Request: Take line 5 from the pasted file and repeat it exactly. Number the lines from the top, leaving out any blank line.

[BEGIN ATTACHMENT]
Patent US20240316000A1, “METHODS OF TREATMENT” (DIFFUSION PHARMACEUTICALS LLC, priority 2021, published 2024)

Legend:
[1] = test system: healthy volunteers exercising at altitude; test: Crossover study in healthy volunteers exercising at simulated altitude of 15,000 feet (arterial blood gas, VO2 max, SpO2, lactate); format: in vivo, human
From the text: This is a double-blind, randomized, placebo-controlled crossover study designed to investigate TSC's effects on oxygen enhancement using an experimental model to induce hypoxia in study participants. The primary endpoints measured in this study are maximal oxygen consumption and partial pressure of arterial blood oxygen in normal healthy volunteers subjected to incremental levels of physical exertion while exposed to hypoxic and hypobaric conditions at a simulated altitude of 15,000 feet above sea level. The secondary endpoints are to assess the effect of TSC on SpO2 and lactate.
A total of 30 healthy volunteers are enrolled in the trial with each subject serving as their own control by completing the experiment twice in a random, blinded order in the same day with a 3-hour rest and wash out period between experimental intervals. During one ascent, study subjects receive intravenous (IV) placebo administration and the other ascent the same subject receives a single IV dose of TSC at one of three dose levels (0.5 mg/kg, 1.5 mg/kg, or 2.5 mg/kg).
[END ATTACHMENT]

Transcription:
A total of 30 healthy volunteers are enrolled in the trial with each subject serving as their own control by completing the experiment twice in a random, blinded order in the same day with a 3-hour rest and wash out period between experimental intervals. During one ascent, study subjects receive intravenous (IV) placebo administration and the other ascent the same subject receives a single IV dose of TSC at one of three dose levels (0.5 mg/kg, 1.5 mg/kg, or 2.5 mg/kg).